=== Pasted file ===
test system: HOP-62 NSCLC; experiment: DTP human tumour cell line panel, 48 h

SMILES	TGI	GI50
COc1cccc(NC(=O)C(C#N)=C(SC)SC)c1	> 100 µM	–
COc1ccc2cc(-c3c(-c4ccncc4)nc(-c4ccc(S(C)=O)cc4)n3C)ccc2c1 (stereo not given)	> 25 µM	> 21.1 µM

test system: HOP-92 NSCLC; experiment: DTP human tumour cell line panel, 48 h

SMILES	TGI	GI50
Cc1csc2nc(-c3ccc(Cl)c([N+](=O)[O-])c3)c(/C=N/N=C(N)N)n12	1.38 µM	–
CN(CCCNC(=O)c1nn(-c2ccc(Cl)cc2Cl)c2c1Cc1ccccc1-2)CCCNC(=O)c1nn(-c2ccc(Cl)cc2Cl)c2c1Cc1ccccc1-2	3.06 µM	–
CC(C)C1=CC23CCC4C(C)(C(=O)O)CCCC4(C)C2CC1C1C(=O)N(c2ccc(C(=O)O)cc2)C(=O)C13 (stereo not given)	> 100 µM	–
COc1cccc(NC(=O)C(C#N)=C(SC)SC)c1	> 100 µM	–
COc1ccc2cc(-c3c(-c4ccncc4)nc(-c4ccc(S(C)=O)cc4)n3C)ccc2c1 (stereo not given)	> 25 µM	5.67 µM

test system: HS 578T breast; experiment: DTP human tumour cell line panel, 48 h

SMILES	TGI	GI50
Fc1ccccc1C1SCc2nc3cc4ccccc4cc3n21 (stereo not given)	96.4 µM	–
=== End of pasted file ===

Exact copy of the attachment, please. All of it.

test system: HOP-62 NSCLC; experiment: DTP human tumour cell line panel, 48 h

SMILES	TGI	GI50
COc1cccc(NC(=O)C(C#N)=C(SC)SC)c1	> 100 µM	–
COc1ccc2cc(-c3c(-c4ccncc4)nc(-c4ccc(S(C)=O)cc4)n3C)ccc2c1 (stereo not given)	> 25 µM	> 21.1 µM

test system: HOP-92 NSCLC; experiment: DTP human tumour cell line panel, 48 h

SMILES	TGI	GI50
Cc1csc2nc(-c3ccc(Cl)c([N+](=O)[O-])c3)c(/C=N/N=C(N)N)n12	1.38 µM	–
CN(CCCNC(=O)c1nn(-c2ccc(Cl)cc2Cl)c2c1Cc1ccccc1-2)CCCNC(=O)c1nn(-c2ccc(Cl)cc2Cl)c2c1Cc1ccccc1-2	3.06 µM	–
CC(C)C1=CC23CCC4C(C)(C(=O)O)CCCC4(C)C2CC1C1C(=O)N(c2ccc(C(=O)O)cc2)C(=O)C13 (stereo not given)	> 100 µM	–
COc1cccc(NC(=O)C(C#N)=C(SC)SC)c1	> 100 µM	–
COc1ccc2cc(-c3c(-c4ccncc4)nc(-c4ccc(S(C)=O)cc4)n3C)ccc2c1 (stereo not given)	> 25 µM	5.67 µM

test system: HS 578T breast; experiment: DTP human tumour cell line panel, 48 h

SMILES	TGI	GI50
Fc1ccccc1C1SCc2nc3cc4ccccc4cc3n21 (stereo not given)	96.4 µM	–